Traveling unexpectedly aboard the luxury liner Nebula Dream on its maiden voyage across the galaxy, Sectors Special Forces Captain Nick Jameson is ready for ten relaxing days, and hoping to forget his last disastrous mission behind enemy lines. He figures he’ll gamble at the casino, take in the shows, maybe even have a shipboard fling with Mara Lyrae, the beautiful but reserved businesswoman he meets.

All his plans vaporize when the ship suffers a wreck of Titanic proportions. Captain and crew abandon ship, leaving the 8000 passengers stranded without enough lifeboats and drifting unarmed in enemy territory. Aided by Mara, Nick must find a way off the doomed ship for himself and several other innocent people before deadly enemy forces reach them or the ship’s malfunctioning engines finish ticking down to self destruction.

But can Nick conquer the demons from his past that tell him he’ll fail these innocent people just as he failed to save his Special Forces team? Will he outpace his own doubts to win this vital race against time?

And here’s a short excerpt from the scene where Nick and Mara attempt to rescue the children, who are trapped in part of their cabin by tons of debris. Khevan,  a member of an order of assassins/bodyguards, has joined forces with Nick earlier:

Nick and Khevan managed to move some of the lightweight panels out of the way, only to be faced with a tangled pile of circuitry, luggage, clothes, and finally, when they dug far enough, the door to the bathroom, which had been blown inward and warped to block the entrance to the children’s room.

“Paolo, are you okay?” Mara called, as Nick and Khevan took a break to assess the best way to proceed.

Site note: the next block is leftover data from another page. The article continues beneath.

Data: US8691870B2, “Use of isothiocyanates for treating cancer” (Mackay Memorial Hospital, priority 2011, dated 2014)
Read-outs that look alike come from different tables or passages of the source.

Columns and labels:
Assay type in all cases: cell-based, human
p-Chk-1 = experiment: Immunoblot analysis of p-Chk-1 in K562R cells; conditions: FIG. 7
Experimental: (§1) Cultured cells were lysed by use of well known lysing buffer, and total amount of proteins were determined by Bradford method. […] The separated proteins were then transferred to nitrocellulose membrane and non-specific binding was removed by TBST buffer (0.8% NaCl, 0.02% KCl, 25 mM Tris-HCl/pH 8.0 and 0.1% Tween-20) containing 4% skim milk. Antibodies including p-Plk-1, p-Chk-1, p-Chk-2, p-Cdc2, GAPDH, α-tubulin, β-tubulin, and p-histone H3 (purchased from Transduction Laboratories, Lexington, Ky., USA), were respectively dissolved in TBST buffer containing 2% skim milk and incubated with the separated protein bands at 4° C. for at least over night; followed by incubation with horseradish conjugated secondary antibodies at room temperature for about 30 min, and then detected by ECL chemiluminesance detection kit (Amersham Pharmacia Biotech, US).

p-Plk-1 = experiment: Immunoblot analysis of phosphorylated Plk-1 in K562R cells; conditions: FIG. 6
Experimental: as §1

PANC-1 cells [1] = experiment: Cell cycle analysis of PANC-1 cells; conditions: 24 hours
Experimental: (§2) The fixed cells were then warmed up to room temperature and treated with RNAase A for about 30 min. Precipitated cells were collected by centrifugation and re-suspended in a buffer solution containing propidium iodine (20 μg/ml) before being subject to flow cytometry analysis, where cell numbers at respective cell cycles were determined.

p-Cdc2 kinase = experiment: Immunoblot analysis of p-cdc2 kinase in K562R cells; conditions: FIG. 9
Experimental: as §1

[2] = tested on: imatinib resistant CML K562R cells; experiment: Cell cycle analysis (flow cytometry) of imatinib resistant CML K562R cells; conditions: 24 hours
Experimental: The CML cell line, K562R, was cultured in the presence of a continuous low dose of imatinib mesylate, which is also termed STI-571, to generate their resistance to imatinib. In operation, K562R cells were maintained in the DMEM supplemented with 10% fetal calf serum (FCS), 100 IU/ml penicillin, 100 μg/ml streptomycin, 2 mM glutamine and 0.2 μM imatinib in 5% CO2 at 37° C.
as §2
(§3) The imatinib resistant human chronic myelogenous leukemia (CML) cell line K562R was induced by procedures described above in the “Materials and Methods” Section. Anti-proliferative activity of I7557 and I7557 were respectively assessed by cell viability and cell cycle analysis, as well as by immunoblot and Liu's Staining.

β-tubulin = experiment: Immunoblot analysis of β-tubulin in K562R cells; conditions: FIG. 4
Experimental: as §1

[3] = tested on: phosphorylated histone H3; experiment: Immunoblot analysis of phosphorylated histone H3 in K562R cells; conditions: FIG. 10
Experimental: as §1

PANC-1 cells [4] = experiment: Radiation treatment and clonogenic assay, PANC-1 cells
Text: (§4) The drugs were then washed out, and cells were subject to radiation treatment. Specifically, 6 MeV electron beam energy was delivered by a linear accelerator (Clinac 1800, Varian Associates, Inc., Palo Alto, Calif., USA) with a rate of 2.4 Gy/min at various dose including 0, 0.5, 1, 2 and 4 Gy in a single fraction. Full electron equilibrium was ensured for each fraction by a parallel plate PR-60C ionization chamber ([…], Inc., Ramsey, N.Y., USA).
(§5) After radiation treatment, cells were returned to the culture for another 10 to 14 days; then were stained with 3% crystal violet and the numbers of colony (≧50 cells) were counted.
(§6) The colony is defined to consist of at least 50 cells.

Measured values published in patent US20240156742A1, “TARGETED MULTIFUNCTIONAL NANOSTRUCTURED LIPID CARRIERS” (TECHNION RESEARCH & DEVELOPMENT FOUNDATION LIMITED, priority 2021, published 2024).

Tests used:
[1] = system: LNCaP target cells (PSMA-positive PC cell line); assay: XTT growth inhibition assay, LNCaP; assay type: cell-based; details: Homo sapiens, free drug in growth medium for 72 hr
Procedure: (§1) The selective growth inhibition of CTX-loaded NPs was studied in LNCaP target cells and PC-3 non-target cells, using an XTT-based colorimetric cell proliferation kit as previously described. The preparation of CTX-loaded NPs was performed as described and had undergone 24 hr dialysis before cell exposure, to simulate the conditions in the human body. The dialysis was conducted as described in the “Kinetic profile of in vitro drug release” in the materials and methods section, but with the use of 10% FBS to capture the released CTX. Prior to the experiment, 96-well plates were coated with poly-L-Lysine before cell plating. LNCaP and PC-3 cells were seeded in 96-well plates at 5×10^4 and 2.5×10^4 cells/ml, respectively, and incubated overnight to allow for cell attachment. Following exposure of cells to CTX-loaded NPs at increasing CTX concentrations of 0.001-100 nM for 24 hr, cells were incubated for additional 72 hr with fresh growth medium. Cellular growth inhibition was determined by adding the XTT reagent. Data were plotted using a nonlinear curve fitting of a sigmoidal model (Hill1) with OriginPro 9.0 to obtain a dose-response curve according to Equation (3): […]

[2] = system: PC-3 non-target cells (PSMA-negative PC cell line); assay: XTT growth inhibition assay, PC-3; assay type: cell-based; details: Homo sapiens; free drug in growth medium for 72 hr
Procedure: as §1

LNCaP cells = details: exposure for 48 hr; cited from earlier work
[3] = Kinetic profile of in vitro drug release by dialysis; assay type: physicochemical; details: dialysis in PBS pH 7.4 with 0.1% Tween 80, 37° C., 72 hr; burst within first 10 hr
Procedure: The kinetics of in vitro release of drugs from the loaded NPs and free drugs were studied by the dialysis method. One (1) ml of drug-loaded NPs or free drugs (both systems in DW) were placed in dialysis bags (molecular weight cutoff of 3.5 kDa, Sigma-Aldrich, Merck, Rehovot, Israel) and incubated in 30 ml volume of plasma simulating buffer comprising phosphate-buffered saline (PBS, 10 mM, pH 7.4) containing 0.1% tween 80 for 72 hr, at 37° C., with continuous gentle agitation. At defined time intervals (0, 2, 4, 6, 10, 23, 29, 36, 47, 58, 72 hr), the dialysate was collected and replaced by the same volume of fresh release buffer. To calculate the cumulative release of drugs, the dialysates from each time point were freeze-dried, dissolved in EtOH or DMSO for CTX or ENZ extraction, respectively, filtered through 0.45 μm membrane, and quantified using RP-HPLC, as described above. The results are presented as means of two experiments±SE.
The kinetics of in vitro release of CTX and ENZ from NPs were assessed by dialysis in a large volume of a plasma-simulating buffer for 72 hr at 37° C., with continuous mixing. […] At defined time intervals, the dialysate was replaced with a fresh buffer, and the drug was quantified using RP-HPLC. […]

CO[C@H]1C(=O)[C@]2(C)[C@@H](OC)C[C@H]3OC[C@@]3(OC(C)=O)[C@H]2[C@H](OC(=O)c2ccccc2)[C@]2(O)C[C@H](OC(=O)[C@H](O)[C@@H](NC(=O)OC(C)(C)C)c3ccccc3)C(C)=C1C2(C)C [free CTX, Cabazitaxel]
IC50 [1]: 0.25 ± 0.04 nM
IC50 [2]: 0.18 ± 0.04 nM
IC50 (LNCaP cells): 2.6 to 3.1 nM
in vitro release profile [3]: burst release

“Yes.” There was a pause. “But Mommy’s not awake yet. Gianna’s frightened.”

“Well, she’s a very little girl,” Mara reminded the boy soothingly, exchanging glances with Nick and Khevan. “She’s lucky to have a big brother like you.”

“Did you- did you see my Dad anywhere?”

Mara sighed. Taking a deep breath, she answered cheerful­ly, even while making a sad faced grimace to Nick. “No, sweetheart, I didn’t find him, but I’ve got the next best thing out here- a Special Forces captain and a D’nvannae Brother. Exactly like in an adventure holo, you know? They came for you and Gianna.”

“And Mommy.” The boy’s voice wavered.

Hand to her mouth, Mara nodded. “Yes, they’re here to help your mother, too.”

Nick dusted off his hands and rolled his shoulders, wincing with pain…. “I’m going to crawl under and see if I can’t force the bedroom door to open wider. Then the kids can make their way to me or I’ll work my way back to where they are. Either way, I’ll get them out….”

Wreck of the Nebula Dream  is available from Amazon  and Barnes & Noble  NOW at a special 99 cent  price.

You can find her at my blog or on Twitter!